When Alejandro Jodorwosky’s would-be version of “Dune” went belly up, it would forever change the face of movie monsters. That’s because one of the special effects artists, the soon-to-be-famous Dan O’Bannon, saw the art work of a strange little Swiss man by the name of H.R. Giger.
Hans Rudy Giger’s art is perhaps the most powerful ever created. Erotic, alien, disturbing, unforgettable — all appropriate when describing Giger’s special brand brand of madness. It’d be hard to imagine anyone viewing it not to feel something, not to remember it later during a nightmare.
Well, O’Bannon remembered it a few years after “Dune” folded when his script titled “Alien” had been picked up by 20th Century Fox. O’Bannon — who once thought he would direct — had shown some of Giger’s work to the just hired Ridley Scott, who actually would be directing. Scott’s reaction was the same as O’Bannon’s, and he immediately knew he’d found his monster man.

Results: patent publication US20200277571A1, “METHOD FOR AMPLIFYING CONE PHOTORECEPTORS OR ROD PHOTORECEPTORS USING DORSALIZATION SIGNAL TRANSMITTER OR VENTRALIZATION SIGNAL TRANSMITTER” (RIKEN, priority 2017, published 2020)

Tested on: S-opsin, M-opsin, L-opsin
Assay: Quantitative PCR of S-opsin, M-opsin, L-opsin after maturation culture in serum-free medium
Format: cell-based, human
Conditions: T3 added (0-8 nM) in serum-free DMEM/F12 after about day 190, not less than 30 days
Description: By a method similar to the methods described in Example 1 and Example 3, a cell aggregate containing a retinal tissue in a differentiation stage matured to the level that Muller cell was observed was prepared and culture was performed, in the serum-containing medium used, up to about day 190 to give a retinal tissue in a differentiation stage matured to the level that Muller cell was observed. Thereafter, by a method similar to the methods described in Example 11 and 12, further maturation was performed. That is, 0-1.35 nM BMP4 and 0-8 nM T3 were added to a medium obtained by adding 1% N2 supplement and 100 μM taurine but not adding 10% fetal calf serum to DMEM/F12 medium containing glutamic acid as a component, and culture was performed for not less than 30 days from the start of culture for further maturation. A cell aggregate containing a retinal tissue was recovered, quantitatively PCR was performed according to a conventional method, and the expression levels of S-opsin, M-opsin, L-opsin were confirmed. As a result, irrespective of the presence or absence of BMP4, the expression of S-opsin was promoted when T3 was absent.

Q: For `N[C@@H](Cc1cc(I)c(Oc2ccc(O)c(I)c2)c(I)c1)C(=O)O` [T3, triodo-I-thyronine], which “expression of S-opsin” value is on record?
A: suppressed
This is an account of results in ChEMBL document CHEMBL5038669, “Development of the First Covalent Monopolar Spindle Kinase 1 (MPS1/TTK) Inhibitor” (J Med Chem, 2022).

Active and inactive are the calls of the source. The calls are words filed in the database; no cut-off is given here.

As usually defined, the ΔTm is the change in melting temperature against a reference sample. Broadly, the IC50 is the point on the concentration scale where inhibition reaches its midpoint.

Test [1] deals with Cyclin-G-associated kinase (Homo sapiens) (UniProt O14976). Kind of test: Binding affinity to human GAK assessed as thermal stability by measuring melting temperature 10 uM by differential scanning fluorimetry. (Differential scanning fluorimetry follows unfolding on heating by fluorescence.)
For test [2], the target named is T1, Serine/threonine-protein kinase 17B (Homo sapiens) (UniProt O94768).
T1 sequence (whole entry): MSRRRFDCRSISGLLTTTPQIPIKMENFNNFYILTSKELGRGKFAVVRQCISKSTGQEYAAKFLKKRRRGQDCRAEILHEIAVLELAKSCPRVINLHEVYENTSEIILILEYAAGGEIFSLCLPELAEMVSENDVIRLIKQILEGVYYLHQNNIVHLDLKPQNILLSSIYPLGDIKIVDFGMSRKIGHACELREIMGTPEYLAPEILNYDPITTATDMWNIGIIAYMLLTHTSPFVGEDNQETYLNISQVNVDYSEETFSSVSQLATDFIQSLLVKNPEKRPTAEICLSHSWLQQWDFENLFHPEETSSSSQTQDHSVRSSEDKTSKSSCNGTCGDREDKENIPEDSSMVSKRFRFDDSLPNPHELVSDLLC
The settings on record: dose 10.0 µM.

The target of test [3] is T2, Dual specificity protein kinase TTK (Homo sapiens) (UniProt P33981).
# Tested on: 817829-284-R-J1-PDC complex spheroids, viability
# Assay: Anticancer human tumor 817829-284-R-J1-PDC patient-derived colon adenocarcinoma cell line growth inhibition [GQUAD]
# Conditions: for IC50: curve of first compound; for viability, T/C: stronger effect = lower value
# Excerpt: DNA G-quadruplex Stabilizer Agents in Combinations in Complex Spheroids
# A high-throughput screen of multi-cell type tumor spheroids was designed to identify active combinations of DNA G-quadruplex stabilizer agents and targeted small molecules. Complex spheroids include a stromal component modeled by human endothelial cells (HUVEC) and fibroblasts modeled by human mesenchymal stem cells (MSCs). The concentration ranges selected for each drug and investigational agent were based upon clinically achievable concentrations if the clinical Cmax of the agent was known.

Giger would become intimately involved in not just the design of the various alien forms the crew of the USCSS Nostromo would encounter, but the alien ship itself. Beyond conceptual art, he also built the first suit, a sort of demonic sculpture. He even helped paint the sets, and as much as is possible in such a huge movie, created the alien ship and landscape.
The end result would be what is arguably the most frightening monster ever created for movies. It’s hard to understate the impact his creature had on movie making. Beyond helping start a multimillion-dollar franchise, his creation (and subsequent popularity of his artwork) would influence a generation of movie makers and fine artists. All other scary monsters would ultimately be compared to Giger’s dark idea.
Giger died this week at age 74 after falling down in his home/museum. He was one of the few indisputable geniuses in an industry filled with creative people. Despite his dark visions, I hope he made it to heaven — for through his art we can see a brief glimpse of hell.